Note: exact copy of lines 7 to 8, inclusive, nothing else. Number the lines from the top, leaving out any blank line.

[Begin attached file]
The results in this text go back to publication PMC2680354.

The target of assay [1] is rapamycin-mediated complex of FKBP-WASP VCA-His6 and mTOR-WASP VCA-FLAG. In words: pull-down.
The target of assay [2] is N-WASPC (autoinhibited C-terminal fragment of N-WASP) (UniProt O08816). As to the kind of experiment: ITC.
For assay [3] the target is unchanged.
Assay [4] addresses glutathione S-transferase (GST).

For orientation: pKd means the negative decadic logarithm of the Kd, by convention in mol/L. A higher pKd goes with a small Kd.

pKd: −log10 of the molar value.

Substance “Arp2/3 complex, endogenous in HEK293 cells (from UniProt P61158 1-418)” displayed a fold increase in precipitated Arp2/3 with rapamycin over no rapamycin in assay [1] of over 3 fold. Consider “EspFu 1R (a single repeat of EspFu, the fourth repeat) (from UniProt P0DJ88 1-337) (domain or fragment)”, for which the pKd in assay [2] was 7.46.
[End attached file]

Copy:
pKd: −log10 of the molar value.

Substance “Arp2/3 complex, endogenous in HEK293 cells (from UniProt P61158 1-418)” displayed a fold increase in precipitated Arp2/3 with rapamycin over no rapamycin in assay [1] of over 3 fold. Consider “EspFu 1R (a single repeat of EspFu, the fourth repeat) (from UniProt P0DJ88 1-337) (domain or fragment)”, for which the pKd in assay [2] was 7.46.